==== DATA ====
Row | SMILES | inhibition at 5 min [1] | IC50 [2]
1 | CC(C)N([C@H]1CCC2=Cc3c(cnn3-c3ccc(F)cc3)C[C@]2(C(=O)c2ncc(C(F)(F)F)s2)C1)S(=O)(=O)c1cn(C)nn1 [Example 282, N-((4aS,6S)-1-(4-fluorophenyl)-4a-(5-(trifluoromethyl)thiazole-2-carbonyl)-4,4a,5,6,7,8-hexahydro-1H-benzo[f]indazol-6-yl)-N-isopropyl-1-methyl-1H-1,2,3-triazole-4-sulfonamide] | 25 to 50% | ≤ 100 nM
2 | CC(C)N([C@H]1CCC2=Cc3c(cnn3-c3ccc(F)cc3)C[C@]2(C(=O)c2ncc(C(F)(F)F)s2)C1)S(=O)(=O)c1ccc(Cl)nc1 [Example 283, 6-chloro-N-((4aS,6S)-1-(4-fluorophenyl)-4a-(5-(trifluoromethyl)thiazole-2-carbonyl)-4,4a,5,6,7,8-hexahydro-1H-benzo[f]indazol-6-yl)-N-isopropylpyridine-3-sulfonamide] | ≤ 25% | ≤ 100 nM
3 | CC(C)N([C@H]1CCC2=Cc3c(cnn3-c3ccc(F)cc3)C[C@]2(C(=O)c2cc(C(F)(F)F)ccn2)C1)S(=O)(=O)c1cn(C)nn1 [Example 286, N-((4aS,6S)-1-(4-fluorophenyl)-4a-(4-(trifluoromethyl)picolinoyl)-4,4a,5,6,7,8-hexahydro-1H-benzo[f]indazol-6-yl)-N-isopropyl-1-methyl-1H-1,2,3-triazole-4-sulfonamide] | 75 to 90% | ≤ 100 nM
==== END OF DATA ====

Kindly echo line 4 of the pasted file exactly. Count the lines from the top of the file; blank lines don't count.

3 | CC(C)N([C@H]1CCC2=Cc3c(cnn3-c3ccc(F)cc3)C[C@]2(C(=O)c2cc(C(F)(F)F)ccn2)C1)S(=O)(=O)c1cn(C)nn1 [Example 286, N-((4aS,6S)-1-(4-fluorophenyl)-4a-(4-(trifluoromethyl)picolinoyl)-4,4a,5,6,7,8-hexahydro-1H-benzo[f]indazol-6-yl)-N-isopropyl-1-methyl-1H-1,2,3-triazole-4-sulfonamide] | 75 to 90% | ≤ 100 nM